(Statius Muller, 1776)
The grey woodpecker (Mesopicos goertae) is a widespread and frequently common resident breeder in much of Sub-Saharan and equatorial Africa. It is a species associated with forest and bush which nests in a tree hole, often in an oil palm, laying two to four eggs.
Like other woodpeckers, this species has a straight pointed bill, a stiff tail to provide support against tree trunks, and zygodactyl or “yoked" feet, with two toes pointing forward, and two backward. The long tongue can be darted forward to capture insects.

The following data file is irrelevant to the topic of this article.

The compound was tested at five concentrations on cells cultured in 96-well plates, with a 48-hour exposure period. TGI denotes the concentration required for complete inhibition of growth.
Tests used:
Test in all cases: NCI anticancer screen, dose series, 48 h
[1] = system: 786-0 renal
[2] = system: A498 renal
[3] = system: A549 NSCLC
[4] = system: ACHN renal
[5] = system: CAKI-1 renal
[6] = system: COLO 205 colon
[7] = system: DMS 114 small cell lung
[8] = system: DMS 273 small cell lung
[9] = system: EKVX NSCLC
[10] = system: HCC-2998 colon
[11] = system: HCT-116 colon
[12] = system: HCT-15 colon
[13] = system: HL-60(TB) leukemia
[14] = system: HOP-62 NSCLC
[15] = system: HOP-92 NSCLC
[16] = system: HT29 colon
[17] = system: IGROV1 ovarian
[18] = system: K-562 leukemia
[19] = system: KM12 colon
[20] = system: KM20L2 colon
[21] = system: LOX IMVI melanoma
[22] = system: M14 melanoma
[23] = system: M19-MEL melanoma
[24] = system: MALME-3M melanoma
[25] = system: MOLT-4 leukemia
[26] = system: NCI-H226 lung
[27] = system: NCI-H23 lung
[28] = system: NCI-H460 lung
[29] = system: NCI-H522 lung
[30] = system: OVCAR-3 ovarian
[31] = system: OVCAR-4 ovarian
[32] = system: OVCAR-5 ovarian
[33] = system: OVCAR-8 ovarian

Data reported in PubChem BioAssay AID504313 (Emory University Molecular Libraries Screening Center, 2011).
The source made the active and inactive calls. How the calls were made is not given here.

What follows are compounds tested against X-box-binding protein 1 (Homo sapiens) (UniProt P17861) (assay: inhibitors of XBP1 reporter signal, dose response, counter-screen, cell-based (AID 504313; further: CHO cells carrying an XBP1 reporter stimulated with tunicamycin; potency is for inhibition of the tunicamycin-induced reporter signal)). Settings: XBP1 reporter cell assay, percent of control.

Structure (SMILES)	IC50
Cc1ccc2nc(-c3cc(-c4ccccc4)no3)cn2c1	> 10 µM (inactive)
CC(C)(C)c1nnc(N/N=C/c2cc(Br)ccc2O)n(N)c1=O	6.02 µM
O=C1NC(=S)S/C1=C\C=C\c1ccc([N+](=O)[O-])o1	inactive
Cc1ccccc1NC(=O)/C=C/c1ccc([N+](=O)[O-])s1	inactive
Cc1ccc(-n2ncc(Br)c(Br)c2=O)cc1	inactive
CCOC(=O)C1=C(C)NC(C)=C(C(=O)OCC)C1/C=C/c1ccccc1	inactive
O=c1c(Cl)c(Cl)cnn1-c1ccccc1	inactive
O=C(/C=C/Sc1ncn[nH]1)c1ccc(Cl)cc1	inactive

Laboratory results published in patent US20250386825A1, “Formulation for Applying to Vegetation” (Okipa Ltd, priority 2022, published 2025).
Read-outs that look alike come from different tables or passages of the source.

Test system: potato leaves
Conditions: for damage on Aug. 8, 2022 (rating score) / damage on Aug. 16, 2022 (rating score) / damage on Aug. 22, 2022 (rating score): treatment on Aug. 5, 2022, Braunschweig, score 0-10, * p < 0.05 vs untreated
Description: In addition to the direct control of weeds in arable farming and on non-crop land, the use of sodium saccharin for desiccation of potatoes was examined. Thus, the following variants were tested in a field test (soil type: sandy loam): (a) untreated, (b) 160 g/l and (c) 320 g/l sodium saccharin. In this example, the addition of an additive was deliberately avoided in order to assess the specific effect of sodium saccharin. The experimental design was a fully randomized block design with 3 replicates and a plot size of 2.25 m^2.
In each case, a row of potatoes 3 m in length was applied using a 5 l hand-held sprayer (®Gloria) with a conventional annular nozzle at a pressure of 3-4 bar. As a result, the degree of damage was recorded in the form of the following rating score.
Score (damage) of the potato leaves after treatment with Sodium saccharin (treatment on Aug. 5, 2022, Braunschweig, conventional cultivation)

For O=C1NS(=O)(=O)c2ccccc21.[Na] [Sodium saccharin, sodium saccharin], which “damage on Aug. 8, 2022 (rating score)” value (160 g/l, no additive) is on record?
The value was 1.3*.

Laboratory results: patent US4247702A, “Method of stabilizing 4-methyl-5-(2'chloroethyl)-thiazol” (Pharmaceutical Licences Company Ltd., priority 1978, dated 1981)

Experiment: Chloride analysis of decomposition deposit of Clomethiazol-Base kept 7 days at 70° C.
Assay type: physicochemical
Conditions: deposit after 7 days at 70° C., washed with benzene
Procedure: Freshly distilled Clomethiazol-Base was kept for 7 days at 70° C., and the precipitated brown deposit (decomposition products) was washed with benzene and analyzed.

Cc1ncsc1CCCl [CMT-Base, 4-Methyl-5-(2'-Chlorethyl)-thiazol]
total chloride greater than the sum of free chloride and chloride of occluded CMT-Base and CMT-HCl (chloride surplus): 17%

This bird is 20 cm in length. It is a typical woodpecker shape, and has unmarked green upperparts and a pale grey head and underparts. The rump is red, and there is a small red belly patch. The short tail is blackish.
The adult male grey woodpecker has a red crown. Females have a plain grey head, lacking the red crown. Young birds are like the female, but the reds are paler, and there may be some flank barring.
Like other woodpeckers, this species is an insectivore. It is frequently seen, and regularly taps or drums. The call is a loud and fast peet-peet-peet-peet.